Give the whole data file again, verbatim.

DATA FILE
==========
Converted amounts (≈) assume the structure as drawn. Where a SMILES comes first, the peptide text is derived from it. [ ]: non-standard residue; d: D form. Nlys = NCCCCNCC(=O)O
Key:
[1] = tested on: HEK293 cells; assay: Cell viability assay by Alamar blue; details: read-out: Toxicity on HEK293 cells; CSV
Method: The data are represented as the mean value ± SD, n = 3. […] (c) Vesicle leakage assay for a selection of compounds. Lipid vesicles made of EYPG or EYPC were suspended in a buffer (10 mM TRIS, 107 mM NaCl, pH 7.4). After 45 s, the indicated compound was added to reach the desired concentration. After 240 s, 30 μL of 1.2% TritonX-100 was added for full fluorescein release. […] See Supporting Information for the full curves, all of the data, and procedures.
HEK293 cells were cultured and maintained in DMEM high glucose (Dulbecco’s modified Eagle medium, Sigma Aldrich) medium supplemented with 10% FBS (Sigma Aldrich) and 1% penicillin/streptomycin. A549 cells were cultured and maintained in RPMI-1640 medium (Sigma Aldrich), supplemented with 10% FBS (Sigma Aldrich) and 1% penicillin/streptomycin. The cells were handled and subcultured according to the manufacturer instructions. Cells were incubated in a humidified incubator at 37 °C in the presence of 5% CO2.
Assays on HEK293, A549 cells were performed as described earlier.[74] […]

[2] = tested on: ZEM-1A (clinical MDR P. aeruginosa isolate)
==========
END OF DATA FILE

Converted amounts (≈) assume the structure as drawn. Where a SMILES comes first, the peptide text is derived from it. [ ]: non-standard residue; d: D form. Nlys = NCCCCNCC(=O)O
Key:
[1] = tested on: HEK293 cells; assay: Cell viability assay by Alamar blue; details: read-out: Toxicity on HEK293 cells; CSV
Method: The data are represented as the mean value ± SD, n = 3. […] (c) Vesicle leakage assay for a selection of compounds. Lipid vesicles made of EYPG or EYPC were suspended in a buffer (10 mM TRIS, 107 mM NaCl, pH 7.4). After 45 s, the indicated compound was added to reach the desired concentration. After 240 s, 30 μL of 1.2% TritonX-100 was added for full fluorescein release. […] See Supporting Information for the full curves, all of the data, and procedures.
HEK293 cells were cultured and maintained in DMEM high glucose (Dulbecco’s modified Eagle medium, Sigma Aldrich) medium supplemented with 10% FBS (Sigma Aldrich) and 1% penicillin/streptomycin. A549 cells were cultured and maintained in RPMI-1640 medium (Sigma Aldrich), supplemented with 10% FBS (Sigma Aldrich) and 1% penicillin/streptomycin. The cells were handled and subcultured according to the manufacturer instructions. Cells were incubated in a humidified incubator at 37 °C in the presence of 5% CO2.
Assays on HEK293, A549 cells were performed as described earlier.[74] […]

[2] = tested on: ZEM-1A (clinical MDR P. aeruginosa isolate)